In a pre-summit interview with CNN, the Prime Minister insisted that Canada's climate-change policy has been hamstrung by the inaction of its largest trading partner.

“In Canada, we've been wrestling for the last decade or so with our desire to try to have a regime, a regulatory regime, that would diminish our own carbon emissions. But we've been trying to do so in an integrated economy when the United States has not been willing to do so,” Mr. Harper said in an interview to be broadcast in two parts yesterday and today.

“I think quite frankly the fact that we have a President and an administration that wants to see some kind of regulation on this is an encouragement.”(emphasis added)
Remarkable to hear. Harper doesn't have clean hands here whatsoever. The Canadian public knows his obstinate and do-nothing record, he's "Kyoto is a socialist scheme" guy and he's "intensity targets" guy:
Stephen Harper's plan uses "intensity" targets for industry, an approach that allows pollution to grow as firms increase their production. The federal government projects that its targets would allow emissions from Alberta's oil sands to nearly triple between 2006 and 2017.

In the U.S., intensity targets are not on the table; they're seen as a vestige of the Bush administration's failed approach. Both Barack Obama and John McCain have pledged a cap-and-trade system that puts hard caps on pollution.
The world knows his record, as demonstrated in Bali at the conference on climate change in December 2007:
At every step of the way, Canada was portrayed – by its domestic critics and its international counterparts – as a leading voice for the obstructionist camp. Its insistence that it was not undermining an activist international consensus on climate change was undercut by its obvious isolation.
And those sitting across from him today absolutely know the Harper record. Including Carol Browner, Obama's climate "czarina":
Strong résumé in environmental protection, law and management consulting, and a clear determination to break from the Bush record, which she has called “the worst environmental administration ever.” She was administrator of the Environmental Protection Agency under President Bill Clinton for nearly eight years, the longest anyone has held that position.
They know what the score is. Trying to run away from your record, pretend it's something else and blame others, on CNN, on the eve of a summit like this, it's very disingenuous, craven and opportunistic. Quite a moment.

[h/t FarNWide; Mound of Sound; Pogge]

Wednesday, February 18, 2009

More pre-summit stage setting

The BBC has Harper's number. An interesting analysis piece contrasting Obama with Harper on the issues, how they'll likely shake out during the "extended lunch" but the good stuff too, the differences between them personally and in their political stature and how they manifest themselves in this visit. Presented in that special, understated British way:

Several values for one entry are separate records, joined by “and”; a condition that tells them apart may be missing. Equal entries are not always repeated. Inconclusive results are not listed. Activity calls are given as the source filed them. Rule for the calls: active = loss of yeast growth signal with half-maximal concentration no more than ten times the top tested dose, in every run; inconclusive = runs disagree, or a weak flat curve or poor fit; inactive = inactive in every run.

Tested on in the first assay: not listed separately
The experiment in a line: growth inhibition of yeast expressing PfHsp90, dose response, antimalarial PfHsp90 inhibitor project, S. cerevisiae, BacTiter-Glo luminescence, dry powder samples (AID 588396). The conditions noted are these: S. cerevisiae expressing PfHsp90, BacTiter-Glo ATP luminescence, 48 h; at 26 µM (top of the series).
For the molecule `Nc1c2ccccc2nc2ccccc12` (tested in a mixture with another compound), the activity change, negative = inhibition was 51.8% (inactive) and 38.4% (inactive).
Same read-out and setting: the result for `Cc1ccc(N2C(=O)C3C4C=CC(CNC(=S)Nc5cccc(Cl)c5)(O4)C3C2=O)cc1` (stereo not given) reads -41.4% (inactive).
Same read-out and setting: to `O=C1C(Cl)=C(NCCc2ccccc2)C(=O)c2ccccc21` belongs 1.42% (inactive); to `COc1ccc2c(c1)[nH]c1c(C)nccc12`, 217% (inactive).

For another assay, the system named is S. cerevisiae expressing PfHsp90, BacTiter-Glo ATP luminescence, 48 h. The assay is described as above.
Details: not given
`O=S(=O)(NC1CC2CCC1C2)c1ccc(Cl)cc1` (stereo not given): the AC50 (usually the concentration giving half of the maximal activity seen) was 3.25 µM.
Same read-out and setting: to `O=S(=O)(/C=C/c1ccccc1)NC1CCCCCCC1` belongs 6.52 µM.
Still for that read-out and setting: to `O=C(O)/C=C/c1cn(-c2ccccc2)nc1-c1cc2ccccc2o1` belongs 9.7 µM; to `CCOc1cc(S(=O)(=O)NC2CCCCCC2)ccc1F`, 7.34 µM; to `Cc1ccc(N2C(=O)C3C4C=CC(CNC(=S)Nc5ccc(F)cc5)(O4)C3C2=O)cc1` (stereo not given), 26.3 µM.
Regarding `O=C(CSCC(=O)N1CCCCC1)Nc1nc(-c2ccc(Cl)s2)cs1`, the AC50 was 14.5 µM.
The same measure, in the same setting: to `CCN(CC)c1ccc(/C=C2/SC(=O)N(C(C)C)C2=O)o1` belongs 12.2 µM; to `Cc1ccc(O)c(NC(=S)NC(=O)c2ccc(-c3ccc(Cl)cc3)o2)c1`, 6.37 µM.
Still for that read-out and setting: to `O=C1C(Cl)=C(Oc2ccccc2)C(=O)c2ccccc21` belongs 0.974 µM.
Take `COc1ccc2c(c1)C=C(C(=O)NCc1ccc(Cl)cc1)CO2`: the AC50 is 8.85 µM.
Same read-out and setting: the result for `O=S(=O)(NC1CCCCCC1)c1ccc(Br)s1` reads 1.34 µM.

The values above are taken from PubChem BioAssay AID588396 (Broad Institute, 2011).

Canadian Prime Minister Stephen Harper is a Conservative who leads a minority government, and it would be fair to say that he has avoided the temptations of charisma in doing so.

The contrast with the new American president could hardly be greater.

Mr Obama's election in November last year was an international sensation making him one of the most easily recognisable faces on earth.

He is using his easy mastery of live television to explain to Americans how he believes his interventionist style of government will ease, and then end the recession.

Mr Harper's own modest electoral success a month earlier - when he increased his minority government's share of seats in Ottawa - went more or less unnoticed.

He does not like giving news conferences, and Canadian reporters say he likes to control what questions they are allowed to ask.
You might find, by the way, that you do not get much of a chance to judge any of this for yourself since when the two leaders meet the press reporters have been told they are confined to a total of four questions shared between the two leaders (two in English and two in French).

That suggests that the media management is in the hands of the reticent Mr Harper, rather than his more glamorous counterpart.

And if that seems a little unhelpful to journalists, consider the plight of the Canadian public.

So tight is security that anyone who considers braving the snow and Arctic air to attempt to get a glimpse of the American leader is likely to be disappointed.

Mr Obama will be ferried from point-to-point in his new armoured limousine and it is possible he will not actually be seen in public at all. (emphasis added)
Yes, so good of them to consider out plight...:) Arctic air? It is Ottawa, but come on! In other publications...the Washington Post and NY Times by contrast focussing soberly tonight on trade as the priority with the Times in particular setting out Obama's tough balancing act as a Democratic president with his labour constituency and how his campaign rhetoric hangs over the trip. Clearly, these reporters have something to learn from the BBC...:)

One more late note on the whole "Ignatieff-to-the-hangar" issue...Don Martin has the "scoop" from the PMO:
The Prime Minister’s Office insists it's not to blame for the banishment of Liberal leader Michael Ignatieff to the Ottawa airport for his 15-minute chat with U.S. President Barack Obama moments before the Fly-by Summit ends on Thursday afternoon.

That was a White House decision, they insist. Fair enough, even though it seems strange to divert the presidential chat to the airport given Mr. Ignatieff’s office is one floor above Prime Minister Stephen Harper’s meeting room in the Centre Block.

But the rest of the itinerary has the choreographed look of Mr. Harper hogging the halo-illuminating Obama spotlight in what clearly would be a major image booster given the global mania this president seems to inspire wherever he goes.